China’s leaders have a limited window of opportunity to plan for prosperous, livable, low-carbon cities. They have the resources and the wherewithal to make the sweeping changes required to avert an impending social and environmental disaster of proportions unknown in human history. It might seem strange to think that a budding superpower must make shorter commutes, public transport, walking, and bicycling its top priorities
China will only be able to partially blunt the move to a car-centric city. It is already too late to prevent going to over 350 million cars. China will be able to use some new technology to ease the pain, congestion and pollution.
China will develop and use the Broad Group Mass Produced skyscrapers which will internalize some of the transportation movement onto a lot of elevators where people commute within a very large building. At best this will be about 10% of the buildings by 2020 and 20% of the buildings by 2025.
China will have a lot of electric bicycles and electric scooters. Already there are about 150 million. China could have 500 million by 2025. This would be following the precedent of Taipei which has mostly scooter transportation on congested and dense streets.
China will have a lot of high speed rail.
The emergence of robotic cars will enable traffic volumes to increase by 200-500% without congestion. However, this will require all the cars to have robotic and computer assistance and communication to achieve the full efficiency.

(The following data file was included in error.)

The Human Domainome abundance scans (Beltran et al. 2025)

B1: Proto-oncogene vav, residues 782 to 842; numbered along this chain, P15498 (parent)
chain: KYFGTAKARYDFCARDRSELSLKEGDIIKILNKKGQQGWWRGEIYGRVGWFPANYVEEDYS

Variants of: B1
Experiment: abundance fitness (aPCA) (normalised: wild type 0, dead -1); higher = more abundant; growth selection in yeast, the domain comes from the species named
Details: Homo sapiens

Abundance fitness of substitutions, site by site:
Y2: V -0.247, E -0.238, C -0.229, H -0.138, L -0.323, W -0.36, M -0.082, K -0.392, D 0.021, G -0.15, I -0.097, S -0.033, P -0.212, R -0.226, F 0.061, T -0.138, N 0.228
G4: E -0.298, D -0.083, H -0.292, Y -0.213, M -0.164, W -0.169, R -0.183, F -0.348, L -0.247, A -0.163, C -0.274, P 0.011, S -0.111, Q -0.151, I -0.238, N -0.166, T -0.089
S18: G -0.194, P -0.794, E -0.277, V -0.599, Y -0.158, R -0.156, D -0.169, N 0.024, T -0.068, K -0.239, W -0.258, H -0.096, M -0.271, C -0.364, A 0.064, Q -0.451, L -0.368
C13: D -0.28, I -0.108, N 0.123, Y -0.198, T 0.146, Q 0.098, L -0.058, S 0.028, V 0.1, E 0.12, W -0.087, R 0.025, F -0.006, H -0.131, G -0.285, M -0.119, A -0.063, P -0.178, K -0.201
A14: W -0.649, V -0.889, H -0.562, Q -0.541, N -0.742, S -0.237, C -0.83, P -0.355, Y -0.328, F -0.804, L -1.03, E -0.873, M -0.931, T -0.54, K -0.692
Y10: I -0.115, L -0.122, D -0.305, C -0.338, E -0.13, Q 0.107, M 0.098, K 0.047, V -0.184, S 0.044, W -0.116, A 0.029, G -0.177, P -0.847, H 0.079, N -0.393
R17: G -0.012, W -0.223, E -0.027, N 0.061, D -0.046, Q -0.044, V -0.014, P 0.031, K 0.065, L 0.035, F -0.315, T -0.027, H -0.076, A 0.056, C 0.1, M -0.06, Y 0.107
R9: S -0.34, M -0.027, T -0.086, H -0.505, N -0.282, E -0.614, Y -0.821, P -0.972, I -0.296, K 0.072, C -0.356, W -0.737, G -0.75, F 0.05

It will take China two to three decades (along with the rest of the world) to clean up the cars to have almost no air pollution and to have fully robotic driving.
Foreign Policy talks about the Broad Group modular factory mass produced skyscrapers which have been covered extensively here at Nextbigfuture.
China is buying a lot of electric taxis
Foreign Policy also discusses the large push that China is making for more nuclear power and the high speed rail network. All of which has been covered extensively at Nextbigfuture.
If you liked this article, please give it a quick review on ycombinator or StumbleUpon. Thanks
Brian Wang is a Futurist Thought Leader and a popular Science blogger with 1 million readers per month. His blog Nextbigfuture.com is ranked #1 Science News Blog. It covers many disruptive technology and trends including Space, Robotics, Artificial Intelligence, Medicine, Anti-aging Biotechnology, and Nanotechnology.
Known for identifying cutting edge technologies, he is currently a Co-Founder of a startup and fundraiser for high potential early-stage companies. He is the Head of Research for Allocations for deep technology investments and an Angel Investor at Space Angels.
A frequent speaker at corporations, he has been a TEDx speaker, a Singularity University speaker and guest at numerous interviews for radio and podcasts. He is open to public speaking and advising engagements.